well as the intrusion of granites such as the Leinster Granite. In all of this time,

    Wicklow was situated on the southern margin of this ocean (Fig. G1). The bedrock

    history of Wicklow effectively finished around 400 million years ago when the

    Leinster Granite was intruded and cooled down. The granite now forms the central

    core of the Wicklow Mountains.

    Avoca lay close to the boundary between these two colliding plates and was the site

    of much volcanic activity. The volcanic ashes accumulated on a seafloor where jets of

    metal-rich, superheated waters were injected into the cold seawater, causing the

    metals to be deposited as a thin layer of s u l p h i d e s (Fig. G2).

  • Fig. G3

    Lead Veins Underground at Glendalough

    Unprocessed copper occurs mainly as chalcopyrite, or fools gold,

    composed of copper, iron and sulphur. The ore typically contains 1%

    copper or less, generating an awful lot of waste ore in mining. Pyrite,

    an iron-sulphur mineral valued for its sulphur content, was originally

    used for making gun powder but more recently has been used in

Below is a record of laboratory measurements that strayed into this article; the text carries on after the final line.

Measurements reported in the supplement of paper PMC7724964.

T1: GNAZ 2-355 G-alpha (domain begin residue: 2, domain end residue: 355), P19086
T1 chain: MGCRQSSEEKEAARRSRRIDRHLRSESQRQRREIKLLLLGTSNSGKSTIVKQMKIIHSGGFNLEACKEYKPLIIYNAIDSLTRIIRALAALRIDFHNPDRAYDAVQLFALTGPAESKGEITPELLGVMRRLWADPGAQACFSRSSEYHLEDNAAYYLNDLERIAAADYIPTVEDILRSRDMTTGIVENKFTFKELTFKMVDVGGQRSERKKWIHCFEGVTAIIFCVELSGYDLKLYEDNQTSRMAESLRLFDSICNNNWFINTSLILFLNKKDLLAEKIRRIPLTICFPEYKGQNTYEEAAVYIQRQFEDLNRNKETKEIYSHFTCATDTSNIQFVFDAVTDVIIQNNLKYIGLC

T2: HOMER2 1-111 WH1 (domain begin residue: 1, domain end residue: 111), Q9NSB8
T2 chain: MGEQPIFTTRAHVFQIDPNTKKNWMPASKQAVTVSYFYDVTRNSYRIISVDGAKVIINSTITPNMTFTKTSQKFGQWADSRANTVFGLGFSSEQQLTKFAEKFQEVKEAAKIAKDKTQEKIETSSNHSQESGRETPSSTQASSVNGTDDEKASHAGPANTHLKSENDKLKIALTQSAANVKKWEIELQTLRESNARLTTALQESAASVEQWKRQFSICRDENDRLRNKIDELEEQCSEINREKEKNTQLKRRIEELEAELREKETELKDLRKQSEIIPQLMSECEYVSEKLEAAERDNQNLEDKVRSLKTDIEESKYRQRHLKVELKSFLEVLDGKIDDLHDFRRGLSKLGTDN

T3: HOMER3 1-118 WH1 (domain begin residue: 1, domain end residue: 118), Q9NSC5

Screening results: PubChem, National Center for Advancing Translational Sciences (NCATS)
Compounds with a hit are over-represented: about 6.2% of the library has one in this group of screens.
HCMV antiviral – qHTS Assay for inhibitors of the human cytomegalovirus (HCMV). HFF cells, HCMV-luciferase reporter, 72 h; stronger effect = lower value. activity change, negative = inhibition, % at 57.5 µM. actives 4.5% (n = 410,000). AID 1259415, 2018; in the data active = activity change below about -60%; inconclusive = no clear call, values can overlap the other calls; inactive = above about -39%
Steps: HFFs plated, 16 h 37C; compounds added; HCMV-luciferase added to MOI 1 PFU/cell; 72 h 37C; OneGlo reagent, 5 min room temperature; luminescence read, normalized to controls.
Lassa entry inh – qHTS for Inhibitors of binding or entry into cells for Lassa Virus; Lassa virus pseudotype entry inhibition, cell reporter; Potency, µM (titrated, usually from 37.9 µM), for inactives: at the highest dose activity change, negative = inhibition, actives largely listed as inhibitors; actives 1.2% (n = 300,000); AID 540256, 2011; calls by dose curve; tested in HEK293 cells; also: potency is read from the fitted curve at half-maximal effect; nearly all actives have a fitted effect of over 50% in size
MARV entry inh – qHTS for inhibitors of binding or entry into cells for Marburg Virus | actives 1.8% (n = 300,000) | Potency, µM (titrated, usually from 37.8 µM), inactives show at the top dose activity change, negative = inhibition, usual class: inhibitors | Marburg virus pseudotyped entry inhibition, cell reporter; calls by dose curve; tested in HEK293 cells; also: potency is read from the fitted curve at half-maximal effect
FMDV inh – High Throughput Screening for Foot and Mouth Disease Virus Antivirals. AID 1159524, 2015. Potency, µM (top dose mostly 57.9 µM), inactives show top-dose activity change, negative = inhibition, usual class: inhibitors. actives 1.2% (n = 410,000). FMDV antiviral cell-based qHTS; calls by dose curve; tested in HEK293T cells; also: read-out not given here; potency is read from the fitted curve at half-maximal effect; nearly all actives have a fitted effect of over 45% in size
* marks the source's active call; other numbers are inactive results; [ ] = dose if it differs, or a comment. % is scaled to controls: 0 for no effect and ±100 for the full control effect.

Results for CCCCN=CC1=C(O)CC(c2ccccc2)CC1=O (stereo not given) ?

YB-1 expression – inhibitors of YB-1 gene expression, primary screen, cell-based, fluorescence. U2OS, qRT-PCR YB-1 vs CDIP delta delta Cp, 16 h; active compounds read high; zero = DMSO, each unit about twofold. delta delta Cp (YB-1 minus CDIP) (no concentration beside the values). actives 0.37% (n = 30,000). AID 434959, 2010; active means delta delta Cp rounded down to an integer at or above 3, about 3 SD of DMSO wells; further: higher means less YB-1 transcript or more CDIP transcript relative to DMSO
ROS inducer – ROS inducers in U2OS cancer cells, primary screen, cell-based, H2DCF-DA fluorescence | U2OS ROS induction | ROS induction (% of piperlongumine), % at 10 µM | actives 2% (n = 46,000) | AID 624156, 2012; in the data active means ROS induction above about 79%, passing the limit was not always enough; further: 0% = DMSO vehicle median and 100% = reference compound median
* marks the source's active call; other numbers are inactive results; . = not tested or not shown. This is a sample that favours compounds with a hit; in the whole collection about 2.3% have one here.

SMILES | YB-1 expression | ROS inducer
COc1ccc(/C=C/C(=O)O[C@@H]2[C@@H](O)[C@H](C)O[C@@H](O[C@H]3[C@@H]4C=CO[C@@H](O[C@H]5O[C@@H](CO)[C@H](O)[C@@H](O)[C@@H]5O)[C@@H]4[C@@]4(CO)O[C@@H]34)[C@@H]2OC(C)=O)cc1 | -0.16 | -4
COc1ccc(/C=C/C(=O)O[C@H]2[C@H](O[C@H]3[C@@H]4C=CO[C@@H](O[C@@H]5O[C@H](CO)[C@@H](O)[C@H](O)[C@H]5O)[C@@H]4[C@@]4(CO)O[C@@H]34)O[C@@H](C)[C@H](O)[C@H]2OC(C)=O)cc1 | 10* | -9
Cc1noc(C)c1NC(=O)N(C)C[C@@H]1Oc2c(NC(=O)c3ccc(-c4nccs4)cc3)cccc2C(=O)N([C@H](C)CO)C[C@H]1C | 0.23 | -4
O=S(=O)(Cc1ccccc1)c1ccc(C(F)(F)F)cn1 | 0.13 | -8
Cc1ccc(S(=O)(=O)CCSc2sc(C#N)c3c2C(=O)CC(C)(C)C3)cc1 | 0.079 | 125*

fertiliser production. Lead and zinc occur with the copper in minor

    quantities but neither have been recovered commercially at Avoca.

    Ochre, naturally occurring yellow-brown pigment consisting of iron

    oxides and kaolin, forms the near-surface of the copper and pyrite

    deposits and was mined on a small scale until the 1940s.

    The lead-bearing veins of southeast Ireland are largely concentrated

    in County Wicklow but they also occur elsewhere. In the Leinster

    Granite they are confined to its eastern margin close to the junction

    between the granite and the surrounding rocks (schists). The lead-

    bearing veins are composed of galena (lead sulphide), sphalerite

    (zinc sulphide) and pyrite (iron sulphide) along with the non-

    economic minerals quartz and calcite (Fig. G3).

  • Fig. G4

    U-Shaped Glacial Valley (Glendasan)

    The Wicklow lead-bearing veins all occur in granite close to the

    junction with the surrounding schists. They are typically situated

    close to the courses of major fracture zones in the rock.

    Human activity has led to the commercial extraction of copper and

    lead ores from County Wicklow over the past 200 years. However